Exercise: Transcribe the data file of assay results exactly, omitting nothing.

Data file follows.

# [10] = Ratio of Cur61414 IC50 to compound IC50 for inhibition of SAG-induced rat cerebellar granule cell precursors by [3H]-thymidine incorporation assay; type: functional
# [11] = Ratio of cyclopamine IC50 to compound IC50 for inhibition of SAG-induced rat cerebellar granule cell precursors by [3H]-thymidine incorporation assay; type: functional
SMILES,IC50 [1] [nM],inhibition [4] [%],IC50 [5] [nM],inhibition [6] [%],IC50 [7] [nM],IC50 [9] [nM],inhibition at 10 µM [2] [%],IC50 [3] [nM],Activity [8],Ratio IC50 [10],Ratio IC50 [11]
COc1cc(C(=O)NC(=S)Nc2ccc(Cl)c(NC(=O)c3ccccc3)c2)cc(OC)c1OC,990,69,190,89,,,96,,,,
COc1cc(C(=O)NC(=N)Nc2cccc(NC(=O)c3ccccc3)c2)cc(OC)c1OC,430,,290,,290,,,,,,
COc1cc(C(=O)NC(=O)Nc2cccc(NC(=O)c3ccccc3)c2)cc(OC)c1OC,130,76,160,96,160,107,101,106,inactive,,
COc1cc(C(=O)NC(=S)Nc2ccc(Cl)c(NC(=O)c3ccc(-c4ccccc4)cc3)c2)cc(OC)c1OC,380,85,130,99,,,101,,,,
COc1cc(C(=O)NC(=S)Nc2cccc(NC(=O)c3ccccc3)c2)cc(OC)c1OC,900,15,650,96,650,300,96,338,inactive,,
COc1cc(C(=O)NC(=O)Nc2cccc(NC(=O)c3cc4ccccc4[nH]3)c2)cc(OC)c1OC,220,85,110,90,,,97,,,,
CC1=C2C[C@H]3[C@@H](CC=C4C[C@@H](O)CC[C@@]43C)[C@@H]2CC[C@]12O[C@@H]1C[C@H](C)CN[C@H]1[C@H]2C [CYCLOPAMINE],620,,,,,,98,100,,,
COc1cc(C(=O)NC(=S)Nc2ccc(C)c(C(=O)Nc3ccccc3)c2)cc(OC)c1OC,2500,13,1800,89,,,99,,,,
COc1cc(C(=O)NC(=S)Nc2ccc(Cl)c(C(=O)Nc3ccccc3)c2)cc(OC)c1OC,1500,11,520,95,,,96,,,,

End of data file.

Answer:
# [10] = Ratio of Cur61414 IC50 to compound IC50 for inhibition of SAG-induced rat cerebellar granule cell precursors by [3H]-thymidine incorporation assay; type: functional
# [11] = Ratio of cyclopamine IC50 to compound IC50 for inhibition of SAG-induced rat cerebellar granule cell precursors by [3H]-thymidine incorporation assay; type: functional
SMILES,IC50 [1] [nM],inhibition [4] [%],IC50 [5] [nM],inhibition [6] [%],IC50 [7] [nM],IC50 [9] [nM],inhibition at 10 µM [2] [%],IC50 [3] [nM],Activity [8],Ratio IC50 [10],Ratio IC50 [11]
COc1cc(C(=O)NC(=S)Nc2ccc(Cl)c(NC(=O)c3ccccc3)c2)cc(OC)c1OC,990,69,190,89,,,96,,,,
COc1cc(C(=O)NC(=N)Nc2cccc(NC(=O)c3ccccc3)c2)cc(OC)c1OC,430,,290,,290,,,,,,
COc1cc(C(=O)NC(=O)Nc2cccc(NC(=O)c3ccccc3)c2)cc(OC)c1OC,130,76,160,96,160,107,101,106,inactive,,
COc1cc(C(=O)NC(=S)Nc2ccc(Cl)c(NC(=O)c3ccc(-c4ccccc4)cc3)c2)cc(OC)c1OC,380,85,130,99,,,101,,,,
COc1cc(C(=O)NC(=S)Nc2cccc(NC(=O)c3ccccc3)c2)cc(OC)c1OC,900,15,650,96,650,300,96,338,inactive,,
COc1cc(C(=O)NC(=O)Nc2cccc(NC(=O)c3cc4ccccc4[nH]3)c2)cc(OC)c1OC,220,85,110,90,,,97,,,,
CC1=C2C[C@H]3[C@@H](CC=C4C[C@@H](O)CC[C@@]43C)[C@@H]2CC[C@]12O[C@@H]1C[C@H](C)CN[C@H]1[C@H]2C [CYCLOPAMINE],620,,,,,,98,100,,,
COc1cc(C(=O)NC(=S)Nc2ccc(C)c(C(=O)Nc3ccccc3)c2)cc(OC)c1OC,2500,13,1800,89,,,99,,,,
COc1cc(C(=O)NC(=S)Nc2ccc(Cl)c(C(=O)Nc3ccccc3)c2)cc(OC)c1OC,1500,11,520,95,,,96,,,,